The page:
Another of the entrepreneurs, Silas Adekunle, is also hoping to capitalise on the appeal of robots for children. A 23-year-old robotics undergraduate at the University of the West of England, he has developed something that looks like a Transformer for the smartphone generation. Mecha Monsters are four-legged robots that can be built and customised to battle one another, as operated by smartphone.
But it is not just toys that UK robotics companies are building. Bristol-based MapleBird is developing tiny drones — or “flying robots”, as chief executive Glenn Smith would rather they were called. “There’s very negative connotations around the word ‘drone’,” he says.
Smith says these could be used by firefighters to go inside burning buildings and look for people, or to help out in disaster zones. As they are so small they do not interfere with air-traffic control or helicopters already on the scene.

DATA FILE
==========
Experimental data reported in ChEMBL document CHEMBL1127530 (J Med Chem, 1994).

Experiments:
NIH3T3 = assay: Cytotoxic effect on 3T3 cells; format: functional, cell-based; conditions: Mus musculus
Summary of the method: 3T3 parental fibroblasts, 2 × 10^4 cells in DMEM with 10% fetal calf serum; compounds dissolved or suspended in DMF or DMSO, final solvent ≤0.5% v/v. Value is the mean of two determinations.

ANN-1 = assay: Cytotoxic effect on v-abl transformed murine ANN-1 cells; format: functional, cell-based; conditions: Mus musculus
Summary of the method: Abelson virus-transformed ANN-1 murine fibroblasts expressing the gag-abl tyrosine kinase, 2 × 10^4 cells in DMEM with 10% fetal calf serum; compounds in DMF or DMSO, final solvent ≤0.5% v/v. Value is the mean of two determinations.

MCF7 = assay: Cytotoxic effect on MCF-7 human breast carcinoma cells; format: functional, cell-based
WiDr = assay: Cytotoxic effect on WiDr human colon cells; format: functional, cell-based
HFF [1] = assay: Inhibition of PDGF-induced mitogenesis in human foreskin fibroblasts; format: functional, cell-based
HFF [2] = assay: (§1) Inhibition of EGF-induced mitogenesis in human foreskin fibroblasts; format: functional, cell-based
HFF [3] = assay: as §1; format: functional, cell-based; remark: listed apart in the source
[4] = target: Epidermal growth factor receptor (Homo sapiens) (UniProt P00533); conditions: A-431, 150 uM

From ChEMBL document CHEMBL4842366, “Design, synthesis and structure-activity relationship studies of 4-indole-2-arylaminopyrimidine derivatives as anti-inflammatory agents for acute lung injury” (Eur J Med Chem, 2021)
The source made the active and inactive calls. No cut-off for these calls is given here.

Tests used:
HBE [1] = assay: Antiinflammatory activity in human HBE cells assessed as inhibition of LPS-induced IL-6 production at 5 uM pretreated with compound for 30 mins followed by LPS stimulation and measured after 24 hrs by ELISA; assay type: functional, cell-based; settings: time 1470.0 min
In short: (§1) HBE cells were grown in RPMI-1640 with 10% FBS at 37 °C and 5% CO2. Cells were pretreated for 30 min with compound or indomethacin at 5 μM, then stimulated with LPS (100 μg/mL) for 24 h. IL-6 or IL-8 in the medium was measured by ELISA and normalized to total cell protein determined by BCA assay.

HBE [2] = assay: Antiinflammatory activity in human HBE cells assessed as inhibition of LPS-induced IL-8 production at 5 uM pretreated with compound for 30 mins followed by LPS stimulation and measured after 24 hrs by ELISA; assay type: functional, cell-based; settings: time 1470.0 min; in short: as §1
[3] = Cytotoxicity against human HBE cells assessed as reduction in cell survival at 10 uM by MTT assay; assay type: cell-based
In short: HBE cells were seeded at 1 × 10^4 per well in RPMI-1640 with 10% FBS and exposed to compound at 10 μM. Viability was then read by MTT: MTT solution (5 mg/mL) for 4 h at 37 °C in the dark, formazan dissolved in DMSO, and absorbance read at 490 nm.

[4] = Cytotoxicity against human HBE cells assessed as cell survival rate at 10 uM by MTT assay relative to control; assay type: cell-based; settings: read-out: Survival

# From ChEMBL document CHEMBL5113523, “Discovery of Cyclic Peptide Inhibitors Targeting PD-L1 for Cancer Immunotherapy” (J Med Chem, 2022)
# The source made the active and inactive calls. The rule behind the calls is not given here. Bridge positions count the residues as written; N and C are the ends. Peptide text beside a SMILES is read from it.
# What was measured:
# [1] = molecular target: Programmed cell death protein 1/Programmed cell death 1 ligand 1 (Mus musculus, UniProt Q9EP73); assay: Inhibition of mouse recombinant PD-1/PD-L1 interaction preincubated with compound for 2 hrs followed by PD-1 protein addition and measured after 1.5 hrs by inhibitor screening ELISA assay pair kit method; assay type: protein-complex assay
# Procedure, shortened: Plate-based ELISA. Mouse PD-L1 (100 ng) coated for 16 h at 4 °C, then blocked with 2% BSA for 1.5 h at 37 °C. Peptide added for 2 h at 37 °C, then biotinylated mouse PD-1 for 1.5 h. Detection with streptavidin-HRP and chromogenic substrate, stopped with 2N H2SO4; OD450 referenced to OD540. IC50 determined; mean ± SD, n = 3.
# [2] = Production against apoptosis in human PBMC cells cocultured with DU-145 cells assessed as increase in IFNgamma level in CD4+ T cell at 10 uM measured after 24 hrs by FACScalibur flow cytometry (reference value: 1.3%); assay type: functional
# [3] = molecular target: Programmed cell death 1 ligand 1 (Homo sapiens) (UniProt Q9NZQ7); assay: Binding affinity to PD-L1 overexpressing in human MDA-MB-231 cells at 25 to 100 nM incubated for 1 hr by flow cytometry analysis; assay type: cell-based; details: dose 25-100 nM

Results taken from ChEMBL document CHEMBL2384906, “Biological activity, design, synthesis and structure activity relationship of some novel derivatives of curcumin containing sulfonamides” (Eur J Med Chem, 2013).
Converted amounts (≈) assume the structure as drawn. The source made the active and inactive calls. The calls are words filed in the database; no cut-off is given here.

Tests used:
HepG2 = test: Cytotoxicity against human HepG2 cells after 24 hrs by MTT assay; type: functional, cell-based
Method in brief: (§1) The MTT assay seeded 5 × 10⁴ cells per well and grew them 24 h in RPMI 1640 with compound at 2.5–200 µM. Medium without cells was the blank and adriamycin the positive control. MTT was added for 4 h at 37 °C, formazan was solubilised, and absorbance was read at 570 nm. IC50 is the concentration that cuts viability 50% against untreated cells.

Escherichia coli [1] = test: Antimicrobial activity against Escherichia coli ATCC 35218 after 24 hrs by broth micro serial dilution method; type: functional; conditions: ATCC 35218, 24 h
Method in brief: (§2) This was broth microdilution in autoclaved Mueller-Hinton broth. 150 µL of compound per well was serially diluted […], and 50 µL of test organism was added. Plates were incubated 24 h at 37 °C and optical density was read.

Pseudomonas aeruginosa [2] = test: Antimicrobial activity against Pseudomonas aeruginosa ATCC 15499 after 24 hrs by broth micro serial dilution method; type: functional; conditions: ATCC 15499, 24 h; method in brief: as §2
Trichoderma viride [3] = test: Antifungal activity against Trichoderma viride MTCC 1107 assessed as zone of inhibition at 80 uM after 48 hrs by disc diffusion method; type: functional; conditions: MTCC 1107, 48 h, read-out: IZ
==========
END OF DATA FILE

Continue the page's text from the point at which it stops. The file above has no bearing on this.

MapleBird’s drones look like large insects. With a body that would sit in the palm of your hand, they have four wings that flap at up to 300 beats per second, which helps in gusty conditions. So far, the company has mastered forward flight but is working on take-off and landing.
Far more established is the London-based Shadow Robot Company, founded in 1987. It has developed the Dexterous Hand, which gives robots the same capability and flexibility as a human hand. This is already for sale, with customers including Nasa.
The potential for further innovation, in the domestic, agricultural and industrial spheres, is huge. Conran says: “If you think of the impact of the internet over the past 20 years, in 20 years’ time robotics will have a similar sort of impact.”
His interest is largely in the home. “It will be as normal as having a dishwasher; having a simple device that can clear the kitchen table, pick up the kids’ toys and do some simple tasks. I don’t think they are going to be humanoid. We’re talking R2-D2 not C-3PO.”